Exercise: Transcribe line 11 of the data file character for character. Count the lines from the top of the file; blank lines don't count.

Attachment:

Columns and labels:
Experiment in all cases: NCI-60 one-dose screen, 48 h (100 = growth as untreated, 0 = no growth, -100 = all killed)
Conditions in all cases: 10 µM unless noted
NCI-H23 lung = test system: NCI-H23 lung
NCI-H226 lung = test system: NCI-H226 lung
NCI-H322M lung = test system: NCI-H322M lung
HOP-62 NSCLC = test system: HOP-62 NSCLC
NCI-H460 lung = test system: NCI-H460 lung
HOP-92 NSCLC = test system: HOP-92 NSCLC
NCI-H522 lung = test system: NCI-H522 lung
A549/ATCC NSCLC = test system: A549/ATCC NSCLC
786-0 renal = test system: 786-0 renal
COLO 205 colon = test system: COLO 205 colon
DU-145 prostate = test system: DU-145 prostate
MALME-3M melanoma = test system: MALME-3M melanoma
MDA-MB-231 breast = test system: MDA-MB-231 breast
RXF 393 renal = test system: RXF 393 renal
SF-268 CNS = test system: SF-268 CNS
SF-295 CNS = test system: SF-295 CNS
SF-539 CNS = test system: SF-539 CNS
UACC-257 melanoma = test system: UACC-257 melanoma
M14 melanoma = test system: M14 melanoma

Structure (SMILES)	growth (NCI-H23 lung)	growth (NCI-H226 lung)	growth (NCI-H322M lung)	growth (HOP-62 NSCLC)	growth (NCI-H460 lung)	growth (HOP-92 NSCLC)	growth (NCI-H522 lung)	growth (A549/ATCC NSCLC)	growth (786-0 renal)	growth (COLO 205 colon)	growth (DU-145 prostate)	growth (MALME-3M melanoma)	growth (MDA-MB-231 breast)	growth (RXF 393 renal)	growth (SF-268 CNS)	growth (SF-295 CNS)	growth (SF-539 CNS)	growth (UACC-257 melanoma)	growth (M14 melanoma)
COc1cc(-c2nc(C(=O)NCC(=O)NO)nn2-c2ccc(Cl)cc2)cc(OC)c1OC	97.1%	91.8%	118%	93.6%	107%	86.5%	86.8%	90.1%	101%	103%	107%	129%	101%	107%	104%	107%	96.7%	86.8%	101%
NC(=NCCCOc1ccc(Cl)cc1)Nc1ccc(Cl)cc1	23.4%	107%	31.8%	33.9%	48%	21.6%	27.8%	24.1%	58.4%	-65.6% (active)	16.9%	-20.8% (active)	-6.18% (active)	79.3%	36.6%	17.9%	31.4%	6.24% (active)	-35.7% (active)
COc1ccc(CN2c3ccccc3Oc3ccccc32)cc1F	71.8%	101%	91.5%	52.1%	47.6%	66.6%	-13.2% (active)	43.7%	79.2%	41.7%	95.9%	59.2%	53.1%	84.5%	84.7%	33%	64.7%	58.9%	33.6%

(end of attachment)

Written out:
A549/ATCC NSCLC = test system: A549/ATCC NSCLC